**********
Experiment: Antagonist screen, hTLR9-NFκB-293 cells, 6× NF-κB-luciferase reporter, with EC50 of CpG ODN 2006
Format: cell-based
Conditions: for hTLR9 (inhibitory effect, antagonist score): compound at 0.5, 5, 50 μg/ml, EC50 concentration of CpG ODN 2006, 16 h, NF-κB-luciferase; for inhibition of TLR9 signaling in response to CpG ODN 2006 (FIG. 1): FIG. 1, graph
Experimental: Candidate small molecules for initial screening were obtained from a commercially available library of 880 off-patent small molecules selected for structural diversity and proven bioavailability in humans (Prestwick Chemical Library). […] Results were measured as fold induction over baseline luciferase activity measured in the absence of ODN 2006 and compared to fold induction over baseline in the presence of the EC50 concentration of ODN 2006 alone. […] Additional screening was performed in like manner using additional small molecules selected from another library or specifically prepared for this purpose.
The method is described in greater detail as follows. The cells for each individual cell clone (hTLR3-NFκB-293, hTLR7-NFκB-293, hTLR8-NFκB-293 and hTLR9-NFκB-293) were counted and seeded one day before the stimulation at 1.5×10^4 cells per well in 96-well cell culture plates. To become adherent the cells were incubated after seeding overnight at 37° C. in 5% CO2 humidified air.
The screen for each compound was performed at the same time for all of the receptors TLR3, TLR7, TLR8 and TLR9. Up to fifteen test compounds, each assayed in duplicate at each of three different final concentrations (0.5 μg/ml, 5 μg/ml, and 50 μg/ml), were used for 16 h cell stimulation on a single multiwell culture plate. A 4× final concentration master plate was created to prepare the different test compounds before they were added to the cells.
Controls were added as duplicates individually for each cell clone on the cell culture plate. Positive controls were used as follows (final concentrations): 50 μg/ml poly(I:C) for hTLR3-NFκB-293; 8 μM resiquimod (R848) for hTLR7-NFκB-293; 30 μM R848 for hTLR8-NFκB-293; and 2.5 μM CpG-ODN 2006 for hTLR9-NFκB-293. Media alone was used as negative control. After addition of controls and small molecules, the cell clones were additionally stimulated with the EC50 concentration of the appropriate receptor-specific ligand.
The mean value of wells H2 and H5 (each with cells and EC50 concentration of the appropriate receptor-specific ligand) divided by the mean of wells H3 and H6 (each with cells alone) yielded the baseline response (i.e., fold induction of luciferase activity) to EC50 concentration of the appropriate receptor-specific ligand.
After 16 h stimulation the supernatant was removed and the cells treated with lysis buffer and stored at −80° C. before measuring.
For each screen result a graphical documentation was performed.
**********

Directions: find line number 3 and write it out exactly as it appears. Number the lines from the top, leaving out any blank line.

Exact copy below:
Conditions: for hTLR9 (inhibitory effect, antagonist score): compound at 0.5, 5, 50 μg/ml, EC50 concentration of CpG ODN 2006, 16 h, NF-κB-luciferase; for inhibition of TLR9 signaling in response to CpG ODN 2006 (FIG. 1): FIG. 1, graph